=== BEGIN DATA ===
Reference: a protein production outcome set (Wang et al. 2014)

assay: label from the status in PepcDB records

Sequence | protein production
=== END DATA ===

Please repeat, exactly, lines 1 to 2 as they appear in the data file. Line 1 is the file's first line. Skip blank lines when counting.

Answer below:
Reference: a protein production outcome set (Wang et al. 2014)

assay: label from the status in PepcDB records